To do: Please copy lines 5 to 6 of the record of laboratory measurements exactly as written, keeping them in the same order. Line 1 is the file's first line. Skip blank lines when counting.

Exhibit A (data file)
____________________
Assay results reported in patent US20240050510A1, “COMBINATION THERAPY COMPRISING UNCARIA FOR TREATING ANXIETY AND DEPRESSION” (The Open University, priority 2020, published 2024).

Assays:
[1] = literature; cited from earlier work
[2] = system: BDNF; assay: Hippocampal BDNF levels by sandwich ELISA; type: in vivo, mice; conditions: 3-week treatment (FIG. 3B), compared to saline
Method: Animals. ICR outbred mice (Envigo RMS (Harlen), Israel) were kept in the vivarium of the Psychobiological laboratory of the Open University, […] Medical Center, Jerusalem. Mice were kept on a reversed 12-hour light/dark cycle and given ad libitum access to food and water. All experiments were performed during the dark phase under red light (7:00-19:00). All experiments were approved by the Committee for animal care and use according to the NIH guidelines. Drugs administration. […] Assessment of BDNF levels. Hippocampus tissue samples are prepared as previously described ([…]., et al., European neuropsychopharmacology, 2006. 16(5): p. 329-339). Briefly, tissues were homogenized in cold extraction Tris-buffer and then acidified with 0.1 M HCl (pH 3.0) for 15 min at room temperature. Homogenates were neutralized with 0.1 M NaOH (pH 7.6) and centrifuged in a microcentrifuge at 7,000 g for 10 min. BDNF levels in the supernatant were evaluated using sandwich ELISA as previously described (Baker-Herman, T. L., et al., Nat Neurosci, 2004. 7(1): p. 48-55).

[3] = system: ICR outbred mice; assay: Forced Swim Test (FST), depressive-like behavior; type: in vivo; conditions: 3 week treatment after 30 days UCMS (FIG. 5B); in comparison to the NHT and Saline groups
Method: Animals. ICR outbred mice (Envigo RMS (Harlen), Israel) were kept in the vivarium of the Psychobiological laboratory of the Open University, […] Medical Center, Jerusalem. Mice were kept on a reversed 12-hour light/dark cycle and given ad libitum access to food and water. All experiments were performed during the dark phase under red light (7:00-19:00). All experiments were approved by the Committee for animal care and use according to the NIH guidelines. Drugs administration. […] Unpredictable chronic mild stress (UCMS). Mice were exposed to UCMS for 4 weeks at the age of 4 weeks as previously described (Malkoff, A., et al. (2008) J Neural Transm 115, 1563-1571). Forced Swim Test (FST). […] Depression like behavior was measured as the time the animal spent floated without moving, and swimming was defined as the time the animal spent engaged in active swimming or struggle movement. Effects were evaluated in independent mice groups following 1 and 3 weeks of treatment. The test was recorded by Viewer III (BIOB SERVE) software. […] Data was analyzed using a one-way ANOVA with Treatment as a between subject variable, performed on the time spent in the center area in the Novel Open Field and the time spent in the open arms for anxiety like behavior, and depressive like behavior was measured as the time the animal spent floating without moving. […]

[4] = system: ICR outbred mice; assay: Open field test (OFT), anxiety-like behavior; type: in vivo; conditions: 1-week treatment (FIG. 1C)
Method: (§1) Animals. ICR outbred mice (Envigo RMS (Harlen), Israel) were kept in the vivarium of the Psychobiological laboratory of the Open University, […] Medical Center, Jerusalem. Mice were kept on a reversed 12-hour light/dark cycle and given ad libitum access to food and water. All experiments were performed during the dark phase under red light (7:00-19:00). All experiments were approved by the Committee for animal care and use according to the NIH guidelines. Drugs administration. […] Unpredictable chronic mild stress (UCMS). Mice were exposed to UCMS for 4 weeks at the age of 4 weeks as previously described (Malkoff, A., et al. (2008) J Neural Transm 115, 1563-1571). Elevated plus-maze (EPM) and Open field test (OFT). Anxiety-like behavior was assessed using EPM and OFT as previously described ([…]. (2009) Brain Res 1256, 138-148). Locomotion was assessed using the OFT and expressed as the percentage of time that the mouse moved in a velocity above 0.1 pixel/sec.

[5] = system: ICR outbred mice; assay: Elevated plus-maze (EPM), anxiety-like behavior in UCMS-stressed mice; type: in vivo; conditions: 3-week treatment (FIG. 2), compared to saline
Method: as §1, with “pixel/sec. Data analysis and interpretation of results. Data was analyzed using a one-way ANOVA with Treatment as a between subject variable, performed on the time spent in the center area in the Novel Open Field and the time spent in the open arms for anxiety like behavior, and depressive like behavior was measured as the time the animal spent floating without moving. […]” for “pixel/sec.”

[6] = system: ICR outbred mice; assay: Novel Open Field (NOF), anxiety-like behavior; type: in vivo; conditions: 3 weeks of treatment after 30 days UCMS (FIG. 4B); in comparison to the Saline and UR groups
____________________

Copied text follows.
Method: Animals. ICR outbred mice (Envigo RMS (Harlen), Israel) were kept in the vivarium of the Psychobiological laboratory of the Open University, […] Medical Center, Jerusalem. Mice were kept on a reversed 12-hour light/dark cycle and given ad libitum access to food and water. All experiments were performed during the dark phase under red light (7:00-19:00). All experiments were approved by the Committee for animal care and use according to the NIH guidelines. Drugs administration. […] Assessment of BDNF levels. Hippocampus tissue samples are prepared as previously described ([…]., et al., European neuropsychopharmacology, 2006. 16(5): p. 329-339). Briefly, tissues were homogenized in cold extraction Tris-buffer and then acidified with 0.1 M HCl (pH 3.0) for 15 min at room temperature. Homogenates were neutralized with 0.1 M NaOH (pH 7.6) and centrifuged in a microcentrifuge at 7,000 g for 10 min. BDNF levels in the supernatant were evaluated using sandwich ELISA as previously described (Baker-Herman, T. L., et al., Nat Neurosci, 2004. 7(1): p. 48-55).

[3] = system: ICR outbred mice; assay: Forced Swim Test (FST), depressive-like behavior; type: in vivo; conditions: 3 week treatment after 30 days UCMS (FIG. 5B); in comparison to the NHT and Saline groups